Christmas is traditionally associated with choirs and singing carols and here at Canterbury we are fortunate to have one of the finest choirs in the world. The choir consists of 12 lay clerks, men who are professional singers but also work locally, and the 25-strong choristers, boys aged 8 – 13 who attend St Edmund’s School in Canterbury and live within the Cathedral Precincts in Choir House.
For a talented boy, being a chorister in Canterbury Cathedral Choir is the most wonderfully rewarding experience and training. Candidates need have had no prior training: a keen ear and a clear voice, together with an eagerness to make music are the most important things. Substantial scholarships are awarded to successful candidates and further bursaries and financial assistance can be available too.
At the voice trial on November 5th 2011, 5 new choristers were appointed to begin in September 2012 and they are all very excited. Billy Barker, Freddie Baxter, William Boarman-Powell, Oliver Futcher, and Thomas Nordin will enjoy all the wonderful experiences of being a Canterbury Chorister in future years. Meanwhile, the current team are set for an exciting year, which will include some “firsts” for the choir.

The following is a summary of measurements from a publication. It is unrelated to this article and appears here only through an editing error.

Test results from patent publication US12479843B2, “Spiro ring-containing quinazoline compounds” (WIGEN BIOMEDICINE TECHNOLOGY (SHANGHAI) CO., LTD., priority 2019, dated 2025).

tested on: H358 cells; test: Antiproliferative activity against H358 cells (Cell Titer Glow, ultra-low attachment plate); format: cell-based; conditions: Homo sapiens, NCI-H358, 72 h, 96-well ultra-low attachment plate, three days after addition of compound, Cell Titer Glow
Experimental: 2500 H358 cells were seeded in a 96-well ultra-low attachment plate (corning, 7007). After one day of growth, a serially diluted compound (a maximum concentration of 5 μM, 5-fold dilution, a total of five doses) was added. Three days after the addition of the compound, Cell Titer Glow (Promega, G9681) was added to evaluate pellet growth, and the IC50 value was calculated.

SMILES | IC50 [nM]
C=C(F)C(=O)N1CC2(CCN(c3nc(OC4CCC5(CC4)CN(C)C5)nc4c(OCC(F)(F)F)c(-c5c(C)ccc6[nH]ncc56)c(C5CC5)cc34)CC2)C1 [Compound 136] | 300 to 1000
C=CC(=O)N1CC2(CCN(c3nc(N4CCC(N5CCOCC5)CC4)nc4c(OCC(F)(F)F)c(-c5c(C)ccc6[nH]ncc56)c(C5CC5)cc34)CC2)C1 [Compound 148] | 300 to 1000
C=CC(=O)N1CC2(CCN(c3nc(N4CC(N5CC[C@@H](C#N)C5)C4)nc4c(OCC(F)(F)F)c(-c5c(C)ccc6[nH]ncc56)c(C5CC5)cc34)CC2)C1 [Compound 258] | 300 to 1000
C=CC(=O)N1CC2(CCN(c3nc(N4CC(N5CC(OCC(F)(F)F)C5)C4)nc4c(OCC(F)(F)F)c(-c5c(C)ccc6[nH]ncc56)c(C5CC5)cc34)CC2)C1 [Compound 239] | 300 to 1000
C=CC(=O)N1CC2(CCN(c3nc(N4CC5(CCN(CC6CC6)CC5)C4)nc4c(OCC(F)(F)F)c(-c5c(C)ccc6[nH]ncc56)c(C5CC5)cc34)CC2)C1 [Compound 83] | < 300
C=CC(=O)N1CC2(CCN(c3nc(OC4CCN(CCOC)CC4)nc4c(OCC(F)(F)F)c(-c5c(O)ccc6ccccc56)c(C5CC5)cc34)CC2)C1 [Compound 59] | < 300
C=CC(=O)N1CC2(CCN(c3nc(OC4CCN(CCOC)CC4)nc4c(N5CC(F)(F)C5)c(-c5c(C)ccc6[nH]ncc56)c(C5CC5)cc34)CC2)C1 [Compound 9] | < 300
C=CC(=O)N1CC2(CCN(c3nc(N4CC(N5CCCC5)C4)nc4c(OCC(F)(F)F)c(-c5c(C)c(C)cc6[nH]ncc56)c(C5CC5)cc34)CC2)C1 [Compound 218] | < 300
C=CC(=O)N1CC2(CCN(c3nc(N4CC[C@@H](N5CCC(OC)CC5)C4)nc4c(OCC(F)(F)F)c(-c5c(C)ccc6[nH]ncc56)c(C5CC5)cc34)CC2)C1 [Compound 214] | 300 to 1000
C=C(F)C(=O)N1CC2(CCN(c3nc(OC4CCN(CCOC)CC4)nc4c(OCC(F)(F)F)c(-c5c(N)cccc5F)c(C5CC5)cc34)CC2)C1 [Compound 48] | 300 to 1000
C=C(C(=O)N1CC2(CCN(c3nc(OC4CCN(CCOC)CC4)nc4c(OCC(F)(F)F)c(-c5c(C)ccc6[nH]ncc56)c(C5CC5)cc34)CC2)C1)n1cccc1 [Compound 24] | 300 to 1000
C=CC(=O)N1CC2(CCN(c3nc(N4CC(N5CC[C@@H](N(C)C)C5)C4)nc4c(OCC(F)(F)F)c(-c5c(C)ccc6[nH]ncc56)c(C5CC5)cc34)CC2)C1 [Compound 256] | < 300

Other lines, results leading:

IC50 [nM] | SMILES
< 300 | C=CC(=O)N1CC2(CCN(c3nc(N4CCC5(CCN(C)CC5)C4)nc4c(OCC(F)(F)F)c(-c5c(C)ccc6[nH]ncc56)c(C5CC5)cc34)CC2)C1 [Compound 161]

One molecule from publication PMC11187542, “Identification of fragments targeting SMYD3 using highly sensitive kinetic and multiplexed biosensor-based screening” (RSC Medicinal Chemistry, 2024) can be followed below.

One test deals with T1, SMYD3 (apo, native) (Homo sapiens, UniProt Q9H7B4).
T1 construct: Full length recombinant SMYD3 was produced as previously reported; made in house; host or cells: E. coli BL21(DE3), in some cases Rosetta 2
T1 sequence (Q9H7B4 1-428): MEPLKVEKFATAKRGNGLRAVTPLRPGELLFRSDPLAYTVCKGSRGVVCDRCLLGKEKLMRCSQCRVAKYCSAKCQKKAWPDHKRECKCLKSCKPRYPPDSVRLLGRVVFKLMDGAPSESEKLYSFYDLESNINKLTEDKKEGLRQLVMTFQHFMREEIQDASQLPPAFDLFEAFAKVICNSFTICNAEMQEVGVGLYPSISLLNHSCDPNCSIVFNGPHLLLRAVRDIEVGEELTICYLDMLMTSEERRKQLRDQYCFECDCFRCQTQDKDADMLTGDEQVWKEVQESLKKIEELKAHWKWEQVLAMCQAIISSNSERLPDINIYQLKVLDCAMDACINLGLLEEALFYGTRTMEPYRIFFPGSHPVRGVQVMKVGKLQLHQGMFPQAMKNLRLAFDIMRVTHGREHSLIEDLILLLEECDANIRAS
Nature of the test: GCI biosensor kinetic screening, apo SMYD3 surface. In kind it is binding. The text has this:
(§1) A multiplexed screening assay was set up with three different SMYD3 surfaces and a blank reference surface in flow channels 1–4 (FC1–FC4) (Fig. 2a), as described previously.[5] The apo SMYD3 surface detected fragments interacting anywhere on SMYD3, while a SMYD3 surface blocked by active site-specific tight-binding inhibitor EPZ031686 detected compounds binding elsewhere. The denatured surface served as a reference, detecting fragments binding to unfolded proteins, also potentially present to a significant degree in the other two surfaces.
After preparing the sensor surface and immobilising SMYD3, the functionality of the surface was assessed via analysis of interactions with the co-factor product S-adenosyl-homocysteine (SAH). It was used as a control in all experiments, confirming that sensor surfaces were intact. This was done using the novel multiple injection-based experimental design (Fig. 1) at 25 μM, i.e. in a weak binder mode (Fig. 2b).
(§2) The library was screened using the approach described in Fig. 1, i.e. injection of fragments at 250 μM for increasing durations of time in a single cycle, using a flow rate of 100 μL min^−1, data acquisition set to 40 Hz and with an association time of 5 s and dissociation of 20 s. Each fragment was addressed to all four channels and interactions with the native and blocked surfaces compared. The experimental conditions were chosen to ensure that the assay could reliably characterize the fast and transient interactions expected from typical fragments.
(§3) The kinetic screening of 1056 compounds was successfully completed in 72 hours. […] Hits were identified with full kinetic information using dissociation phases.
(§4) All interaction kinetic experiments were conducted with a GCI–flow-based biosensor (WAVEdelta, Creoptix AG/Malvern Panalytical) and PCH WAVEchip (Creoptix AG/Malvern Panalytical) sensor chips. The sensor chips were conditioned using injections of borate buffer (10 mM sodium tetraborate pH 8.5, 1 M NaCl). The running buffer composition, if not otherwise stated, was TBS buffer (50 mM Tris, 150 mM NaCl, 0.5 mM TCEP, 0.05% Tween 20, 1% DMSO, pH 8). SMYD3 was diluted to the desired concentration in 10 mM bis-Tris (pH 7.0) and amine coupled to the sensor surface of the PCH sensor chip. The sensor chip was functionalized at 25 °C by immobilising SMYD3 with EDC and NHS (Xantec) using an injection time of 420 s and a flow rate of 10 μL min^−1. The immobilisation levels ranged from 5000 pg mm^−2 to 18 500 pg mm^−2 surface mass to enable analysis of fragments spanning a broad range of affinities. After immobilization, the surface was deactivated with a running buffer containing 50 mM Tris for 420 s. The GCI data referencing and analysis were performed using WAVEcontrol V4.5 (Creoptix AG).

In February 2012, the choristers will sing at the Marlowe Theatre for performances of The Ceremony of Carols (by Benjamin Britten) in a new ballet by the Richard Alston ballet company. They will follow that with two performances at Sadler’s Wells theatre at the end of February. The choristers, together with harpist Camilla Pay, will be on stage in their purple Canterbury cassocks.
Then in April 2012, the whole choir embarks on a two-week tour of Texas and the western United States, visiting Houston, Dallas, Fort Worth, San Diego, Los Angeles, Palm Desert, San Francisco, Portland and Seattle. It is more unusual for a Cathedral choir to travel to the western states, and the warm reception is already being felt!
Other special events will be the involvement in Sounds New’s performance of the Veil of the Temple by John Taverner, and a newly commissioned jazz mass in June, with performers from Yale University.
Quite a year!
To say being a Chorister in Canterbury Cathedral was a life-changing experience is in no way an exaggeration. They were halcyon days which opened up a whole new world; not only did I make life-long friends, but it was also a time which educated me in music and life, and above all it was full of fun.
Harry Christophers, Conductor and Founder of The Sixteen